Let another issue in the field of balancing the game:
Strength-to-skill ratio. This issue focuses on what skills the player has and how it gives him strength. Usually, the skill held by the player should not translate directly into his power. Especially visible in multiplayer games.
On this primitive chart, we can see how the player's skills tend to increase over time. There is a time in which he learns to better use known tactics and moments in which his strength grows violently, or time in which he learns something new. Maybe it is not super visible in this picture, but the Skill does not translate directly into force in the ratio 1:1 or rather 3:1. This is of course an indicative value and does not mean that something that is just a little better should be threefold harder to perform.
For example, let me (again) use World of tanks. In this game there are many vehicles that do not require much skill to be able to compete with better players. In order not to play only those vehicles in the game also added vehicles that have greater capabilities, but are also more difficult to use.
Another example: Mortal Kombat. One of the easiest moves to master was the /+ punch or chin of Przykucu. He had a lot of power and was easy to lead, but in the game there were many other moves that were a little more complicated and allowed to play more effectively.
But why is it in Multiplayer games? For everyone to be happy. Players with small skills receive something that allows them to compete with those more experienced so you do not discourage to the game, and hence will have the opportunity to learn these more advanced techniques of the game.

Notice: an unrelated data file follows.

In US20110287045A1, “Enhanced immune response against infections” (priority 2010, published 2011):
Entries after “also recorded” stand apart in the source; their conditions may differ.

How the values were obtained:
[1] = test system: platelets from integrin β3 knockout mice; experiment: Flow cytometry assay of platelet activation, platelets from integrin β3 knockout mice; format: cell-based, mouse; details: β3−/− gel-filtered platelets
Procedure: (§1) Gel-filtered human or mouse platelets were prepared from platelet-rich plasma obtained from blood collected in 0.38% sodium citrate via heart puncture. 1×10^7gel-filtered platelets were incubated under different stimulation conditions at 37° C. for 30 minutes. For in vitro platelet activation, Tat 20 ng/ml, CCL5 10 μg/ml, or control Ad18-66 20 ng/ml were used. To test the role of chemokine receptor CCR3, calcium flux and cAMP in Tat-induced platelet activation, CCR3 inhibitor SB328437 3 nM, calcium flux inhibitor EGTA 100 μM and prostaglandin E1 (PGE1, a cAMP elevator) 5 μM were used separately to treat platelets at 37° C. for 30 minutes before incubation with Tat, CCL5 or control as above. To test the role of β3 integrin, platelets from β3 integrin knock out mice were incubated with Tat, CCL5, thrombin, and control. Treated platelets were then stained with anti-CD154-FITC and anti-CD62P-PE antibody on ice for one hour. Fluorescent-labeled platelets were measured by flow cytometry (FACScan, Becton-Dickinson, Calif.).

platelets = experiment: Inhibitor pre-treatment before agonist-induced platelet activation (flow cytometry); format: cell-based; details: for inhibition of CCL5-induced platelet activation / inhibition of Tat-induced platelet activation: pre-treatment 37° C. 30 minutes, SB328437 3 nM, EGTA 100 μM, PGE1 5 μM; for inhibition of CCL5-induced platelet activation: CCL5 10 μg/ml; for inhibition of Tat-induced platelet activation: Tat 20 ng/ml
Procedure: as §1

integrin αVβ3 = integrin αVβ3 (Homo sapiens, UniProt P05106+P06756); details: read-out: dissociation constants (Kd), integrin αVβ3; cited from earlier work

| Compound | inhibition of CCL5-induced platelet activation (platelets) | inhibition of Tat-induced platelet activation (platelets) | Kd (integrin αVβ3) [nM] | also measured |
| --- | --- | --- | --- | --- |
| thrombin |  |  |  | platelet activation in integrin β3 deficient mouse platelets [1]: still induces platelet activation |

In a nice way with this issue copes Heroes of the Storm, which in choosing the form clearly gives the player information about how hard to play each of the characters.
Another issue is how complicated is the strategy/movement that is to be done by the player to gain an advantage. If the strength obtained is too small in relation to the difficulty of execution, then hardly anyone will try to do it, but if it is the opposite, that is, when the strength of the strategy will be too big, and it will require low skills, we are going to create a strategy Also known as Foo strategy (First Order Optimal strategy). Something like that took place in StarCraft when Zerg Rush was developed.
FOOSy carry with them another threat, that is, stopping the player from the development of the game and the desire to discover other more complicated skills. As a designer, you need to gradually develop the player, so as not to rely on one technique, because the time you get bored. Nor can you give him a super heavy challenge where the only strategy he knows will not work, thinking, "After all, I have given him a lot of other opportunities, he could use them and learn them before." Could not because I had no need! How do you encourage a player to learn other strategies by the way without forcing him to do so? Many games apply achievements that increase the scores. For example, in Hitman we get better grades when we are not recognized by anyone or we will not kill anyone.